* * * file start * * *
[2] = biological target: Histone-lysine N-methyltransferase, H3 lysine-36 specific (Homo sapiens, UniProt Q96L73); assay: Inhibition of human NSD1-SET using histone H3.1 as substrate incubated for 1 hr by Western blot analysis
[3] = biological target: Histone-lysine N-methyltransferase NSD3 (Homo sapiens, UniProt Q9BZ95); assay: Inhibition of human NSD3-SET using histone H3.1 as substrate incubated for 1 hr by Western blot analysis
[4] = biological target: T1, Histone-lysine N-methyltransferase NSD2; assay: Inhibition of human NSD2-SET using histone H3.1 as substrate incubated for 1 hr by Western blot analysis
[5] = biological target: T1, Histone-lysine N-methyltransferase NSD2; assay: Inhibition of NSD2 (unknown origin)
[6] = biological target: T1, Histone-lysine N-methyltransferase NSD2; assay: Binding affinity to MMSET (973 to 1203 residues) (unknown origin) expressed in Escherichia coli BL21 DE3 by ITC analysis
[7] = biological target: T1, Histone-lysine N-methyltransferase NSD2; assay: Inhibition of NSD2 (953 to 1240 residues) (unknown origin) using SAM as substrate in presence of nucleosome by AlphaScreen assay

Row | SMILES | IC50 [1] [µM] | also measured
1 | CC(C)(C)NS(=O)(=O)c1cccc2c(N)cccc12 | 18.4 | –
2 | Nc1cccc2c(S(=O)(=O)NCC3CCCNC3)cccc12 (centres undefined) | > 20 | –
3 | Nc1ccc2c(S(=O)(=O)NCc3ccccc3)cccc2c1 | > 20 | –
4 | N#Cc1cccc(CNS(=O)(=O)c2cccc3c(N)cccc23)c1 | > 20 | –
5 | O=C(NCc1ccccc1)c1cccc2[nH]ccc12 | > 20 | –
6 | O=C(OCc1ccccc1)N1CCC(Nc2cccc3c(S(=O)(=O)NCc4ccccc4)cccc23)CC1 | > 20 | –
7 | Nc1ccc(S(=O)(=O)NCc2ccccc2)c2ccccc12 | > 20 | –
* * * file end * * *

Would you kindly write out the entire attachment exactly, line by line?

[2] = biological target: Histone-lysine N-methyltransferase, H3 lysine-36 specific (Homo sapiens, UniProt Q96L73); assay: Inhibition of human NSD1-SET using histone H3.1 as substrate incubated for 1 hr by Western blot analysis
[3] = biological target: Histone-lysine N-methyltransferase NSD3 (Homo sapiens, UniProt Q9BZ95); assay: Inhibition of human NSD3-SET using histone H3.1 as substrate incubated for 1 hr by Western blot analysis
[4] = biological target: T1, Histone-lysine N-methyltransferase NSD2; assay: Inhibition of human NSD2-SET using histone H3.1 as substrate incubated for 1 hr by Western blot analysis
[5] = biological target: T1, Histone-lysine N-methyltransferase NSD2; assay: Inhibition of NSD2 (unknown origin)
[6] = biological target: T1, Histone-lysine N-methyltransferase NSD2; assay: Binding affinity to MMSET (973 to 1203 residues) (unknown origin) expressed in Escherichia coli BL21 DE3 by ITC analysis
[7] = biological target: T1, Histone-lysine N-methyltransferase NSD2; assay: Inhibition of NSD2 (953 to 1240 residues) (unknown origin) using SAM as substrate in presence of nucleosome by AlphaScreen assay

Row | SMILES | IC50 [1] [µM] | also measured
1 | CC(C)(C)NS(=O)(=O)c1cccc2c(N)cccc12 | 18.4 | –
2 | Nc1cccc2c(S(=O)(=O)NCC3CCCNC3)cccc12 (centres undefined) | > 20 | –
3 | Nc1ccc2c(S(=O)(=O)NCc3ccccc3)cccc2c1 | > 20 | –
4 | N#Cc1cccc(CNS(=O)(=O)c2cccc3c(N)cccc23)c1 | > 20 | –
5 | O=C(NCc1ccccc1)c1cccc2[nH]ccc12 | > 20 | –
6 | O=C(OCc1ccccc1)N1CCC(Nc2cccc3c(S(=O)(=O)NCc4ccccc4)cccc23)CC1 | > 20 | –
7 | Nc1ccc(S(=O)(=O)NCc2ccccc2)c2ccccc12 | > 20 | –